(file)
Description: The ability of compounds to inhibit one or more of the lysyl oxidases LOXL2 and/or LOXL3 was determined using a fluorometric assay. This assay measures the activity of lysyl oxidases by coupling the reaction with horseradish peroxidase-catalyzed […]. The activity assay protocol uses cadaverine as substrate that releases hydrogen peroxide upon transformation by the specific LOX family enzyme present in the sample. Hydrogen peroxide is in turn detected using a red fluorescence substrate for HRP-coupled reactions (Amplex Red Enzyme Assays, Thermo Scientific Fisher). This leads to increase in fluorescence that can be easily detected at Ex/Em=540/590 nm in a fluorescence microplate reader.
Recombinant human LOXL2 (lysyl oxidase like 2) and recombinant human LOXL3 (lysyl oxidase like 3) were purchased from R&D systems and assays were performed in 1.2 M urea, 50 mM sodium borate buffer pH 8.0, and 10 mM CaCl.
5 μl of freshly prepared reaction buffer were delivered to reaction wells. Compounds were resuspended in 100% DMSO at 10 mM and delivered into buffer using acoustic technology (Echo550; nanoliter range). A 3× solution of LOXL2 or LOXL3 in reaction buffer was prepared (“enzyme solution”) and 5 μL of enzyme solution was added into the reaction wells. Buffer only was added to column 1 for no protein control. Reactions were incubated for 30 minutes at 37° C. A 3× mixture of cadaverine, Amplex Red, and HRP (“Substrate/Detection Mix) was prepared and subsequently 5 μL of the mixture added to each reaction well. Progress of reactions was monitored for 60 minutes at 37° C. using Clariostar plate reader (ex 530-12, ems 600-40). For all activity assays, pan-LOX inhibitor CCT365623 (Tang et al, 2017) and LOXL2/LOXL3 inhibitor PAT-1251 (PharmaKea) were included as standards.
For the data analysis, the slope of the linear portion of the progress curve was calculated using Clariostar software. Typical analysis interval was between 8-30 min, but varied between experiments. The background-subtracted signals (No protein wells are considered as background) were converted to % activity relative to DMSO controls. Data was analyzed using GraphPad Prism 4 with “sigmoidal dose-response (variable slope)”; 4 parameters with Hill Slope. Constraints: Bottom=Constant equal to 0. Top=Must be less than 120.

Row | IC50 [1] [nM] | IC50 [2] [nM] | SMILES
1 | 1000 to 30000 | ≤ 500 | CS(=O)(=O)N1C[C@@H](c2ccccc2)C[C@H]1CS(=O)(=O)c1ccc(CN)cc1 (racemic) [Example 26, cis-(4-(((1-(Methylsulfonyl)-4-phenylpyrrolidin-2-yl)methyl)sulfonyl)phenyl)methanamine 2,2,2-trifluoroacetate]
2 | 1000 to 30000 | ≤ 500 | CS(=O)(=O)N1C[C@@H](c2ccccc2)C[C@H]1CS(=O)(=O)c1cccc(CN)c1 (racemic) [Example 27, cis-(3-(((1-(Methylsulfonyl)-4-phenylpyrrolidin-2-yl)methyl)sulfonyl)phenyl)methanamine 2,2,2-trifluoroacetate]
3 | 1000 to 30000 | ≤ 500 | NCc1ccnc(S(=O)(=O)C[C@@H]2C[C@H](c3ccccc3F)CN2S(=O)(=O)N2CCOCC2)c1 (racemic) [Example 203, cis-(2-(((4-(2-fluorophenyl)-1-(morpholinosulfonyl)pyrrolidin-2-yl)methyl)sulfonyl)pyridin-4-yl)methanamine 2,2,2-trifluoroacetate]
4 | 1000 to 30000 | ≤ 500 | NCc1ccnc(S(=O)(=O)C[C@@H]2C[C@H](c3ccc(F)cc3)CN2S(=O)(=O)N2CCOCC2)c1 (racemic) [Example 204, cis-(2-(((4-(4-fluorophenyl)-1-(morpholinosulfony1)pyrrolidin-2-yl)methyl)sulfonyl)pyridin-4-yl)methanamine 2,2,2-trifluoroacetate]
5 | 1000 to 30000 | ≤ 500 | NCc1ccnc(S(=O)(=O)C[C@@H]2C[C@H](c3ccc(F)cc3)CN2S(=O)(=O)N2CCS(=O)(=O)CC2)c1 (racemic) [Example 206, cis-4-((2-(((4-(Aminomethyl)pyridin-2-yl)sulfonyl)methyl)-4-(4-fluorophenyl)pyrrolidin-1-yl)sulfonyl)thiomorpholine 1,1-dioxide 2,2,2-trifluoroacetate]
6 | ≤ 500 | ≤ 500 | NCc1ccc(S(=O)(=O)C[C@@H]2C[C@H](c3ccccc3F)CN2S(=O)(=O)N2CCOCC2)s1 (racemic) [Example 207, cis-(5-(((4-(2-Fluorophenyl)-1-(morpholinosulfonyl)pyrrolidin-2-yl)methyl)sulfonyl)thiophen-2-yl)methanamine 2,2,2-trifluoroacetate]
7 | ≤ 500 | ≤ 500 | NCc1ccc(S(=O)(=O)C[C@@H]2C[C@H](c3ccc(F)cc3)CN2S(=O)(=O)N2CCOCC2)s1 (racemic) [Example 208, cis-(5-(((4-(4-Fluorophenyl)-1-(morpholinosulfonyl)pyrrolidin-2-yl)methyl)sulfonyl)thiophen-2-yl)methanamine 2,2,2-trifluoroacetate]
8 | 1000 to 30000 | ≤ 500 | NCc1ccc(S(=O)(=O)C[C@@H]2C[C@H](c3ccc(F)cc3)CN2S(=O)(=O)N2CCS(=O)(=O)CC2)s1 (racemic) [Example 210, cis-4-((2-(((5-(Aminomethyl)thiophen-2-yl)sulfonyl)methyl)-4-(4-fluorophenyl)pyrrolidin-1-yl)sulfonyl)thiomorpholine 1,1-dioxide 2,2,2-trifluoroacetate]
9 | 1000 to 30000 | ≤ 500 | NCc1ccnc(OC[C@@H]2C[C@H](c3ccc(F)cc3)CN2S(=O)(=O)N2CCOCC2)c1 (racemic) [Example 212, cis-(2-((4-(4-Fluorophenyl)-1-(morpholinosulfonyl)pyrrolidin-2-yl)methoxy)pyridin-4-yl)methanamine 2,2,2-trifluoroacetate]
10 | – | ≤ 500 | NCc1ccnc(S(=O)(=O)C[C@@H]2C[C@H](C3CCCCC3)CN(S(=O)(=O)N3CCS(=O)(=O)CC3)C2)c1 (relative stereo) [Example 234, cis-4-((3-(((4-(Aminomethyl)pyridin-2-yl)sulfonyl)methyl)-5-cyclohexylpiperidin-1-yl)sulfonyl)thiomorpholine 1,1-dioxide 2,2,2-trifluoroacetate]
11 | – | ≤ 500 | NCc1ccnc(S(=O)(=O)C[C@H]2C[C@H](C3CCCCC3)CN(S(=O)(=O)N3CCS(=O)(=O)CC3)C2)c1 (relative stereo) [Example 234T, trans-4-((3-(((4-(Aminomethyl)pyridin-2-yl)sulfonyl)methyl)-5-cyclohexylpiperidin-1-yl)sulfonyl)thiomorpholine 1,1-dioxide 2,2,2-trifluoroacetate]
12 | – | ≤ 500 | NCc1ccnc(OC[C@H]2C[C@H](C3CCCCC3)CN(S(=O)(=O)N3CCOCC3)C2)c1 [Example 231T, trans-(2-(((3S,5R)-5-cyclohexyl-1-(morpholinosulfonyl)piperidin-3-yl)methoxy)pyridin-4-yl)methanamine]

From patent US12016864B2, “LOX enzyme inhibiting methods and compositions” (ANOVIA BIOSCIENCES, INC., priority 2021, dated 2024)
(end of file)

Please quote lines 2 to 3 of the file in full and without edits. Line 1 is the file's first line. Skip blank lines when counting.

Recombinant human LOXL2 (lysyl oxidase like 2) and recombinant human LOXL3 (lysyl oxidase like 3) were purchased from R&D systems and assays were performed in 1.2 M urea, 50 mM sodium borate buffer pH 8.0, and 10 mM CaCl.
5 μl of freshly prepared reaction buffer were delivered to reaction wells. Compounds were resuspended in 100% DMSO at 10 mM and delivered into buffer using acoustic technology (Echo550; nanoliter range). A 3× solution of LOXL2 or LOXL3 in reaction buffer was prepared (“enzyme solution”) and 5 μL of enzyme solution was added into the reaction wells. Buffer only was added to column 1 for no protein control. Reactions were incubated for 30 minutes at 37° C. A 3× mixture of cadaverine, Amplex Red, and HRP (“Substrate/Detection Mix) was prepared and subsequently 5 μL of the mixture added to each reaction well. Progress of reactions was monitored for 60 minutes at 37° C. using Clariostar plate reader (ex 530-12, ems 600-40). For all activity assays, pan-LOX inhibitor CCT365623 (Tang et al, 2017) and LOXL2/LOXL3 inhibitor PAT-1251 (PharmaKea) were included as standards.